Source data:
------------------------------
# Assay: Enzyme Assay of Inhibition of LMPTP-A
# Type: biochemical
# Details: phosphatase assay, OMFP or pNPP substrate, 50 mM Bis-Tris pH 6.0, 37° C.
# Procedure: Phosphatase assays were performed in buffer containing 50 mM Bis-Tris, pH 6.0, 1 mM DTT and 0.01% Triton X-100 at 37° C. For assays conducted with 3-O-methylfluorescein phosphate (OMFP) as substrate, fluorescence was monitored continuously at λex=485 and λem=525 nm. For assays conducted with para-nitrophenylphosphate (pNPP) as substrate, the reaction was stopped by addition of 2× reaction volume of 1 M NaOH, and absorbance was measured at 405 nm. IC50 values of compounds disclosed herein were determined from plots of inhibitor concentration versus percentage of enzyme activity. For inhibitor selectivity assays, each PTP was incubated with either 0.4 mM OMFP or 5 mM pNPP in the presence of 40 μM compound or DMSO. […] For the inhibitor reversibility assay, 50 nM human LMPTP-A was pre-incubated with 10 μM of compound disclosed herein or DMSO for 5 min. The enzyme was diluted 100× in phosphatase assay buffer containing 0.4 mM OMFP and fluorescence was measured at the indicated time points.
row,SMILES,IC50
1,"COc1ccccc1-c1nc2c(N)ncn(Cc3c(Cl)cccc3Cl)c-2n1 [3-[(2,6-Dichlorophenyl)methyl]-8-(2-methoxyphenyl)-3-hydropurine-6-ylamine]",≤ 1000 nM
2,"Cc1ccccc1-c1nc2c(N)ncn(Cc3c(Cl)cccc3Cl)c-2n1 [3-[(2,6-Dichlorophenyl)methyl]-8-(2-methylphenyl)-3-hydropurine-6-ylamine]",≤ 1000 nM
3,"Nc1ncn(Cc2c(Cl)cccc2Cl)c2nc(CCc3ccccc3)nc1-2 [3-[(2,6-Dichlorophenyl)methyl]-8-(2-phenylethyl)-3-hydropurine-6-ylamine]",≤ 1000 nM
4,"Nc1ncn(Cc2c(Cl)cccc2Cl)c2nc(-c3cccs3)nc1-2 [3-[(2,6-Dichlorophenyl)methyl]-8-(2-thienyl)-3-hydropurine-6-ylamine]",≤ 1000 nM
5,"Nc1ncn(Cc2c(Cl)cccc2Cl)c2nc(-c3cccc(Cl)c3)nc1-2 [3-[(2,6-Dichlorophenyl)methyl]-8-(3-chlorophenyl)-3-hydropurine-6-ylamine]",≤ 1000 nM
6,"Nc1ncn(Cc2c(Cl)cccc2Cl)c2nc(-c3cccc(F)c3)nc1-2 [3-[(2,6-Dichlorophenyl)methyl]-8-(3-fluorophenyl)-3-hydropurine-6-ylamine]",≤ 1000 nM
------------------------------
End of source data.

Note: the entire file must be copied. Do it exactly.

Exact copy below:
# Assay: Enzyme Assay of Inhibition of LMPTP-A
# Type: biochemical
# Details: phosphatase assay, OMFP or pNPP substrate, 50 mM Bis-Tris pH 6.0, 37° C.
# Procedure: Phosphatase assays were performed in buffer containing 50 mM Bis-Tris, pH 6.0, 1 mM DTT and 0.01% Triton X-100 at 37° C. For assays conducted with 3-O-methylfluorescein phosphate (OMFP) as substrate, fluorescence was monitored continuously at λex=485 and λem=525 nm. For assays conducted with para-nitrophenylphosphate (pNPP) as substrate, the reaction was stopped by addition of 2× reaction volume of 1 M NaOH, and absorbance was measured at 405 nm. IC50 values of compounds disclosed herein were determined from plots of inhibitor concentration versus percentage of enzyme activity. For inhibitor selectivity assays, each PTP was incubated with either 0.4 mM OMFP or 5 mM pNPP in the presence of 40 μM compound or DMSO. […] For the inhibitor reversibility assay, 50 nM human LMPTP-A was pre-incubated with 10 μM of compound disclosed herein or DMSO for 5 min. The enzyme was diluted 100× in phosphatase assay buffer containing 0.4 mM OMFP and fluorescence was measured at the indicated time points.
row,SMILES,IC50
1,"COc1ccccc1-c1nc2c(N)ncn(Cc3c(Cl)cccc3Cl)c-2n1 [3-[(2,6-Dichlorophenyl)methyl]-8-(2-methoxyphenyl)-3-hydropurine-6-ylamine]",≤ 1000 nM
2,"Cc1ccccc1-c1nc2c(N)ncn(Cc3c(Cl)cccc3Cl)c-2n1 [3-[(2,6-Dichlorophenyl)methyl]-8-(2-methylphenyl)-3-hydropurine-6-ylamine]",≤ 1000 nM
3,"Nc1ncn(Cc2c(Cl)cccc2Cl)c2nc(CCc3ccccc3)nc1-2 [3-[(2,6-Dichlorophenyl)methyl]-8-(2-phenylethyl)-3-hydropurine-6-ylamine]",≤ 1000 nM
4,"Nc1ncn(Cc2c(Cl)cccc2Cl)c2nc(-c3cccs3)nc1-2 [3-[(2,6-Dichlorophenyl)methyl]-8-(2-thienyl)-3-hydropurine-6-ylamine]",≤ 1000 nM
5,"Nc1ncn(Cc2c(Cl)cccc2Cl)c2nc(-c3cccc(Cl)c3)nc1-2 [3-[(2,6-Dichlorophenyl)methyl]-8-(3-chlorophenyl)-3-hydropurine-6-ylamine]",≤ 1000 nM
6,"Nc1ncn(Cc2c(Cl)cccc2Cl)c2nc(-c3cccc(F)c3)nc1-2 [3-[(2,6-Dichlorophenyl)methyl]-8-(3-fluorophenyl)-3-hydropurine-6-ylamine]",≤ 1000 nM